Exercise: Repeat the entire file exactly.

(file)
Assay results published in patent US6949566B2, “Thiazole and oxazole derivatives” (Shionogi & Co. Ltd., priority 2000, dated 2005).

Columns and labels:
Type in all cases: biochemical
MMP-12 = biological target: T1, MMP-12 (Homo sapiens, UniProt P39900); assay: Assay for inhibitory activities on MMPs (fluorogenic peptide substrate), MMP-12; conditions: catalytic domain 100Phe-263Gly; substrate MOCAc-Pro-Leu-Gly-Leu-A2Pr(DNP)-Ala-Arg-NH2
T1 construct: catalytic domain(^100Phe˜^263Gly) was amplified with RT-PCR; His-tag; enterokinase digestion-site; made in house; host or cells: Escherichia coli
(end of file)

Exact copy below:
Assay results published in patent US6949566B2, “Thiazole and oxazole derivatives” (Shionogi & Co. Ltd., priority 2000, dated 2005).

Columns and labels:
Type in all cases: biochemical
MMP-12 = biological target: T1, MMP-12 (Homo sapiens, UniProt P39900); assay: Assay for inhibitory activities on MMPs (fluorogenic peptide substrate), MMP-12; conditions: catalytic domain 100Phe-263Gly; substrate MOCAc-Pro-Leu-Gly-Leu-A2Pr(DNP)-Ala-Arg-NH2
T1 construct: catalytic domain(^100Phe˜^263Gly) was amplified with RT-PCR; His-tag; enterokinase digestion-site; made in house; host or cells: Escherichia coli